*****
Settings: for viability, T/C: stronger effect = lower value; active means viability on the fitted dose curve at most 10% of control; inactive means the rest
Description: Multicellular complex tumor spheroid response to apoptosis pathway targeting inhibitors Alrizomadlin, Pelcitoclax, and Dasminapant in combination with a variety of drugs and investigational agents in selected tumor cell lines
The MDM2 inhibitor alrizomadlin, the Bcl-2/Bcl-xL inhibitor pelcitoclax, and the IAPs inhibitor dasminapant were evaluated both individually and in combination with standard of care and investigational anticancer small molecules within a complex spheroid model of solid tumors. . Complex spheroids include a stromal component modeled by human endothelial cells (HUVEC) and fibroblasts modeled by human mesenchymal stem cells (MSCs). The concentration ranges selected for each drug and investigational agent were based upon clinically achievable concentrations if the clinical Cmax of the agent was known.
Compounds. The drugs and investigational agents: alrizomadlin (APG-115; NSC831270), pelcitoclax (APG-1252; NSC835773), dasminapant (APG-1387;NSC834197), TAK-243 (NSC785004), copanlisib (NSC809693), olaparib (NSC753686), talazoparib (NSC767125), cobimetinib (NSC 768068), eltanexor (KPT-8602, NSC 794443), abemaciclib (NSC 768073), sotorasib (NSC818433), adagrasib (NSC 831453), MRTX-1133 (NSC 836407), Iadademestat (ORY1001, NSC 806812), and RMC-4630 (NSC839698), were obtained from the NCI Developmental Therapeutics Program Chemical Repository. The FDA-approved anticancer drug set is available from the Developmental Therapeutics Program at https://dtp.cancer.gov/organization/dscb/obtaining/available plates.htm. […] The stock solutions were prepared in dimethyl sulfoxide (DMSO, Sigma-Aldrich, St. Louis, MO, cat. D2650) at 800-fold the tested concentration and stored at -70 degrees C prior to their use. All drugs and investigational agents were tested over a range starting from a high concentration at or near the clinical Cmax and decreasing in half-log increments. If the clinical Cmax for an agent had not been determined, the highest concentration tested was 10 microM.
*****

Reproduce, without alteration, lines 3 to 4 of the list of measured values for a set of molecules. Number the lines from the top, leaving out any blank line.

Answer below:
The MDM2 inhibitor alrizomadlin, the Bcl-2/Bcl-xL inhibitor pelcitoclax, and the IAPs inhibitor dasminapant were evaluated both individually and in combination with standard of care and investigational anticancer small molecules within a complex spheroid model of solid tumors. . Complex spheroids include a stromal component modeled by human endothelial cells (HUVEC) and fibroblasts modeled by human mesenchymal stem cells (MSCs). The concentration ranges selected for each drug and investigational agent were based upon clinically achievable concentrations if the clinical Cmax of the agent was known.
Compounds. The drugs and investigational agents: alrizomadlin (APG-115; NSC831270), pelcitoclax (APG-1252; NSC835773), dasminapant (APG-1387;NSC834197), TAK-243 (NSC785004), copanlisib (NSC809693), olaparib (NSC753686), talazoparib (NSC767125), cobimetinib (NSC 768068), eltanexor (KPT-8602, NSC 794443), abemaciclib (NSC 768073), sotorasib (NSC818433), adagrasib (NSC 831453), MRTX-1133 (NSC 836407), Iadademestat (ORY1001, NSC 806812), and RMC-4630 (NSC839698), were obtained from the NCI Developmental Therapeutics Program Chemical Repository. The FDA-approved anticancer drug set is available from the Developmental Therapeutics Program at https://dtp.cancer.gov/organization/dscb/obtaining/available plates.htm. […] The stock solutions were prepared in dimethyl sulfoxide (DMSO, Sigma-Aldrich, St. Louis, MO, cat. D2650) at 800-fold the tested concentration and stored at -70 degrees C prior to their use. All drugs and investigational agents were tested over a range starting from a high concentration at or near the clinical Cmax and decreasing in half-log increments. If the clinical Cmax for an agent had not been determined, the highest concentration tested was 10 microM.